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Tuesday, February 1, 2011

The Global Village

Is the Medium still the message Marshall? For those of you who haven't heard of Marshall Mcluhan, look him up, he's a really futurist, and really was the first to say, publiclly atleast, that we were heading toward becoming a 'global village'. In the 60's Mcluhan was a literary writer, and philosopher, and a communication theorist. He grew up when radio was first taking hold, and saw the invention of the TV, and even saw the beginings of the computer revolution. He really had a first hand look at these new devices for communication, shape and reorganize the way we talk, share, and store information.
What Mcluhan predicted would come about to change the landscape of the way we communicate forever. First, he really went out of his way to make the point that the new form of communication itself has a greater effect on us, than what the device actually provides.. For example, the effect the telephone has on us, is more important than messages passed back and forth through the wires. He means this to say that, the phone, makes communication quicker, and easier, and that's whats important, not that Jane say John flirting with Jessica at the park. This can still be applied today, in form of communication networks, like facebook and twitter. Because Facebook provides such an all inclusive way to know what you're friends are doing, this has many effects on our social lives, and the same with twitter. Its not an understatement, to say that these social devices can change the way we live. Instead of calling up Jane now, and planning to meet at Starbucks, we can talk to her in cyberspace, via Facebook. That, Mculhan feels, is whats important, in the invention of these communication tools.

Another idea that Mcluhan brought to light was the idea of something called the Global Village. And this idea is easy enough to understand. Marshall grew up in a time when the world was getting smaller. The telephone had recently come into play, then the radio, then Tv, then the computer. With each milestone, the world shrunk a little. People had to travel less to talk, and communicate. And what was even more intriguing, is that the effect of all this mass communication would lead to what his felt was a "tribal collective". Instead of the individual man, learning things for himself, and having knowledge for his own needs, people would be sharing information. It would be universal knowledge, literally. Once upon a time, things like computer repair work would have to be done by a professional. If something went wrong with your computer, unless you were a technician, you would take it to be fixed. Now with the internet and this mass availability of knowledge, there are many people who can find tutorials, and information to to the work themselves. Soon everyone will have knowledge on how to fix computers, or change your oil, or how to play piano, or network a system of computers. Mcluhan feels that this mass shared knowledge is turning the world from a group of individual thinkers, to a collected conciousness. It bringing the world together not so much in peace, but in shared information, such a small village... We would all be aware of what are neighbors are up to. While Marshall never really says rather he thinks this is a good idea or not, he believed that it was unimportant and that the evolution of technology would continue like a butterfly flapping its wings. Unavoidable.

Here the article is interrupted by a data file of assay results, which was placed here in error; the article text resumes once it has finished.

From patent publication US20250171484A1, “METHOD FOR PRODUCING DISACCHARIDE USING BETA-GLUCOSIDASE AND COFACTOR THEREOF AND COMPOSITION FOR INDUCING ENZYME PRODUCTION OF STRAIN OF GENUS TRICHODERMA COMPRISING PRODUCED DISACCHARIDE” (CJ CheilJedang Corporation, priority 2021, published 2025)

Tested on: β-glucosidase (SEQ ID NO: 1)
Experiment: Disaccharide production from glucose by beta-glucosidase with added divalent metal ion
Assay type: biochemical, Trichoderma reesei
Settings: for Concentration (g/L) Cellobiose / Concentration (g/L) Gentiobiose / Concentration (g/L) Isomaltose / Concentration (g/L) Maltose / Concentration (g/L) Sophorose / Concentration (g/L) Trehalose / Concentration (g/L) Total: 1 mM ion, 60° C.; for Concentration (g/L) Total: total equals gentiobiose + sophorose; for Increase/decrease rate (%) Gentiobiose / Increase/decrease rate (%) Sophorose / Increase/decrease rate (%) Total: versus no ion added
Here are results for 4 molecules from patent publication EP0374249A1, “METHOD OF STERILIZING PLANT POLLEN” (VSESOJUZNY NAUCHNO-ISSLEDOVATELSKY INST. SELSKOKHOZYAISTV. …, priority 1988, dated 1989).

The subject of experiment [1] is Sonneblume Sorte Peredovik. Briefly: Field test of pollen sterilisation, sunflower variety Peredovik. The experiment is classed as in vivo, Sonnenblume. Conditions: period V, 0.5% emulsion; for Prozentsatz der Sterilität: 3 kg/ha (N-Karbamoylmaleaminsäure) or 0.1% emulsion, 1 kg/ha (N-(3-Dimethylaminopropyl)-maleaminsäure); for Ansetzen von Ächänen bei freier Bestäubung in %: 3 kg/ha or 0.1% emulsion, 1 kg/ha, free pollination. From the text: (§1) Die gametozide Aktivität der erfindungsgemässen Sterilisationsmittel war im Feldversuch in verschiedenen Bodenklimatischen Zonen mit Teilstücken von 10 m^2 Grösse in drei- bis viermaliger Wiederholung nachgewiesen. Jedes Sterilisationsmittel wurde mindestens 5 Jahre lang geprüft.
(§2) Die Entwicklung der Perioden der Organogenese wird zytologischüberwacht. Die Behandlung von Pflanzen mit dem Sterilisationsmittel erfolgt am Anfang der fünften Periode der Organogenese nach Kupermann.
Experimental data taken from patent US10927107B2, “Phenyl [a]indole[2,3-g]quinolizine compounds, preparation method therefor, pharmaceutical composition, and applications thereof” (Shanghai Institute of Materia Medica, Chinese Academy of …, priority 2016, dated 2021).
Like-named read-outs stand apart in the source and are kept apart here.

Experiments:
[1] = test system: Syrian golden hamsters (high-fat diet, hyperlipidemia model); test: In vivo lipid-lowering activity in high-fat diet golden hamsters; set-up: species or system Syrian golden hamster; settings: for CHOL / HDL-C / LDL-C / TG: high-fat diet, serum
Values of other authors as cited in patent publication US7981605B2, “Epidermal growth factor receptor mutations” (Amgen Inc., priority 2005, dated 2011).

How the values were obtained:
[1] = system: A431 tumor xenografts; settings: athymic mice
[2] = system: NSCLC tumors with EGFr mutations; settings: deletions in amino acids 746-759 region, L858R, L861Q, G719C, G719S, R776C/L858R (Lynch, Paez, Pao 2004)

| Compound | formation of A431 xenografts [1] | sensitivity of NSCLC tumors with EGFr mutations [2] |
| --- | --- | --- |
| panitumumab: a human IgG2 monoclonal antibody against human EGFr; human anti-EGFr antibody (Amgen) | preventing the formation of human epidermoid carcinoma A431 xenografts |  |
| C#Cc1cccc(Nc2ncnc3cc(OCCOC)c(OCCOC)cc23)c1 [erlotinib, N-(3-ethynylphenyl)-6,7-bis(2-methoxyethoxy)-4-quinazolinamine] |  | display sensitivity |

Mcluhan who died in 1980, fell just shy of seeing the birth of the World Wide Web, which he predicted way back in 1962:
"The next medium, whatever it is - it may be the extension of consciousness - will include television as its content, not as its environment, and will transform television into an art form. A computer as a research and communication instrument could enhance retrieval, obsolesce mass library organization, retrieve the individual's encyclopedic function and flip into a private line to speedily tailored data of a saleable kind"

I think that says it all, he really foresaw what was coming down the tubes, and remember, its not what the internet gives us in knowledge, but rather what effect the web has on our social and everyday lives. Just as Gutenbergs, printing machine changed the way people receieved knowledge in the 1400's, Mcluhan knew that an interface such as the web would change how we research, development and communicate with information.

Check out this vid of Marshall Mculhan:


  1. that video was really interesting to watch

  2. It seems to my average intellect that the two concepts subvert each other. The Global Village relies heavily on the content of these new mediums, while the first idea specifically denies the effect such content.

  3. I already knew that!But the video make me sure about what i knew ;)

  4. that video was something else :D